Deborah Rozon: A Tribute to a very Special Cornwall Person

Written by Martin Buser- A retired Paralegal living in Cornwall.
Deborah Rozon: A Tribute to a very Special Cornwall Person
Deborah Marjorie Rozon.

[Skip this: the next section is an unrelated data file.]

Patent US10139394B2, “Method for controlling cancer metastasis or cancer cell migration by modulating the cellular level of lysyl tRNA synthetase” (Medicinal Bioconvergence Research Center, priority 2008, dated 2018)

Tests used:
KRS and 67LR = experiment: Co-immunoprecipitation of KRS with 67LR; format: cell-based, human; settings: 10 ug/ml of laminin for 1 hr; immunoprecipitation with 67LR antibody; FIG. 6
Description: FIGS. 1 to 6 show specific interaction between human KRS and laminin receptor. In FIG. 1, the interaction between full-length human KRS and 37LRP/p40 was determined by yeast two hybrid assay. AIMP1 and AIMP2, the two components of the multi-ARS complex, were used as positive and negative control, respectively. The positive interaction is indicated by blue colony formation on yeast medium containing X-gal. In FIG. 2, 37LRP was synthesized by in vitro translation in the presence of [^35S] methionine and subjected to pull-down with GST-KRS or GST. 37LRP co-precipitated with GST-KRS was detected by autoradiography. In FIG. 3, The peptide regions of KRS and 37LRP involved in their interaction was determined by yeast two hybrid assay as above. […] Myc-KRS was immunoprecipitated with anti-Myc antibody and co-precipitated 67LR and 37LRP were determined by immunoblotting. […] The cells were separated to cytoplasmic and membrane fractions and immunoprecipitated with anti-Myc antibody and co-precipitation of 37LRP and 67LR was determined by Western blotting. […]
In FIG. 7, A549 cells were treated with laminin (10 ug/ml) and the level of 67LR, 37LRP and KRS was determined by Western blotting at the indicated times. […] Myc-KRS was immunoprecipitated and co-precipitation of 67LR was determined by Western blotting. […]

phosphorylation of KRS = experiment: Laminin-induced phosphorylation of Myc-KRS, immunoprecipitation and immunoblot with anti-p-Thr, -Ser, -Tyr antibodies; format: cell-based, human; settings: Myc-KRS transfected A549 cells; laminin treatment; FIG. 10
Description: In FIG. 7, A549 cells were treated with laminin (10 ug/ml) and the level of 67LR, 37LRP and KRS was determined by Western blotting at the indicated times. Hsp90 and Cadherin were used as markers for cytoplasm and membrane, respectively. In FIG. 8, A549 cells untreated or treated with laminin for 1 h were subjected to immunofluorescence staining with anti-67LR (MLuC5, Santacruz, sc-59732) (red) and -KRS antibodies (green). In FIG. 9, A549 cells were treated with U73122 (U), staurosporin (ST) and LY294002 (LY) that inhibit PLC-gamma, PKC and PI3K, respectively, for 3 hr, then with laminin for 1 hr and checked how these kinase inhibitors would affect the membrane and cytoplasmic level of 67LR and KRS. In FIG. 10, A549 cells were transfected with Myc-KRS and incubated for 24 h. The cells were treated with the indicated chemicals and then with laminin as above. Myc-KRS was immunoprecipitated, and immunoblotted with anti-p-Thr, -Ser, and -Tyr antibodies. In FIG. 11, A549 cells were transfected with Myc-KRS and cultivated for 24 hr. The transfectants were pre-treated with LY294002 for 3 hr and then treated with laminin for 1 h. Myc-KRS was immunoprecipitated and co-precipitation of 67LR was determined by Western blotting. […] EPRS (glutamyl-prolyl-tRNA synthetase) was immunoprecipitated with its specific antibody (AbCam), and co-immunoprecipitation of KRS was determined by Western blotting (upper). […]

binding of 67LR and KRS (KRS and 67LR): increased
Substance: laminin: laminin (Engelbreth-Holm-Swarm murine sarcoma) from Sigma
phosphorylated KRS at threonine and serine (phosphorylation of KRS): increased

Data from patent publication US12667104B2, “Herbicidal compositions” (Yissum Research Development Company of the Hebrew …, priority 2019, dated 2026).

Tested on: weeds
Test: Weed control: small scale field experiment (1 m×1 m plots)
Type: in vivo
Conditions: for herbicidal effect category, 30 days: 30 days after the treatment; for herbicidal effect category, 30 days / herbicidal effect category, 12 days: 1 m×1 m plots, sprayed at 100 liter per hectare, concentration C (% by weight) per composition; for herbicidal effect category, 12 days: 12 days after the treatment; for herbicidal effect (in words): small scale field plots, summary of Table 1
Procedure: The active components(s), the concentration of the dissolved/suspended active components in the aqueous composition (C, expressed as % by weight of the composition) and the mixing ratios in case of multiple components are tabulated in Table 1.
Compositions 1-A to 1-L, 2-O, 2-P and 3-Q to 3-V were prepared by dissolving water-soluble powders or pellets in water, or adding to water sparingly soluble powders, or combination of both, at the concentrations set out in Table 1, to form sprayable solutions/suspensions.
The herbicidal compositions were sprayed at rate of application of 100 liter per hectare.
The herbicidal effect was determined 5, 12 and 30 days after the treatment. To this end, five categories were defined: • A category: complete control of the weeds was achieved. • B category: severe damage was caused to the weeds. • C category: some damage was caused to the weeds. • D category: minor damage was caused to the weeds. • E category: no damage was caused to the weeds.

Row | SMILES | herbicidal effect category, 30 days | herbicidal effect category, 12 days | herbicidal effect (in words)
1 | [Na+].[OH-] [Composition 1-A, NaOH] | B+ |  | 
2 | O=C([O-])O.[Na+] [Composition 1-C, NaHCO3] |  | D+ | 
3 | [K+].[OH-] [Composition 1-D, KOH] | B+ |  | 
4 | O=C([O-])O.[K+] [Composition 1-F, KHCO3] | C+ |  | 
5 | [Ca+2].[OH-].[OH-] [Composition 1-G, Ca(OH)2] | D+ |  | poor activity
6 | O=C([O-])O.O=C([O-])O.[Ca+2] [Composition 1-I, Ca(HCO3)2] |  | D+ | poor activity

Deborah recently passed away after a long debilitating illness but this won’t be about her illness but about her very special life. She was not a famous local person nor was she controversial, but she was an important individual nonetheless. She came to Cornwall from Ottawa about 38 years ago where she was the Restaurant Manager at the Ottawa Skyline Hotel. I got to know her at this hotel as I was also working there. At that time, I started dating her and it was the start of a great relationship. She was already a person who always went the extra mile in everything she did. In fact, during all the special events at the restaurant such as Christmas and Easter she made all the decorations by herself making paper cut outs and bows covering all the walls and tables of the restaurant.  She soon moved to Cornwall as her sister got a job in Ingleside at the Kraft Cheese Factory. As I did not want to lose her, I quickly obtained a driver’s license and started my weekly visits to her mostly on weekends for more than 30 years. I probably drove down the 138 Highway over 2000 times to see her over this period as I kept working in the Ottawa Hotel Industry. Her method of finding work was by going to the job site with her resume and meeting the managers without an appointment. As she was a superb Restaurant employee, she was hired immediately at the Backstreets Restaurant as a waitress. At the time, Backstreets was owned by Dr. Shannon and Don MacKay. She was an experienced person who knew all the types of service including French service and she would do flambees at your table with ease and professionalism. Many clients came to the Restaurant asking for her to serve them as she was so proficient. I became a regular at the bar as I was waiting for her to finish her shift. After her shift she also worked at the Aardvark Disco next door as a cashier which was the hot spot in Cornwall in the 80’s. I also became a fixture there to the point that when the bar was raided by the police and they were asking everybody to clear out, they said that I could stay because they thought that I was working there as well. I also remember one Thanksgiving when Snail’s Pace which, was the bar nearby, had two captive turkeys in a cage on the roof of the bar. There was a lot of talk about rescuing them, but eventually this idea was abandoned because of safety concerns. I do not know what happened to the poor turkeys. During that period, she also did a few fashion shows as a model for the Vogue Shop on Montreal Road owned by Mr. Abergoth both in the Aardvark and at the Portobello Restaurant at the Flamingo Motel on Vincent Massey drive. She even did a few television commercials for the Vogue Shop. She did a great job modelling to the sounds of Boy George and George Michael and others.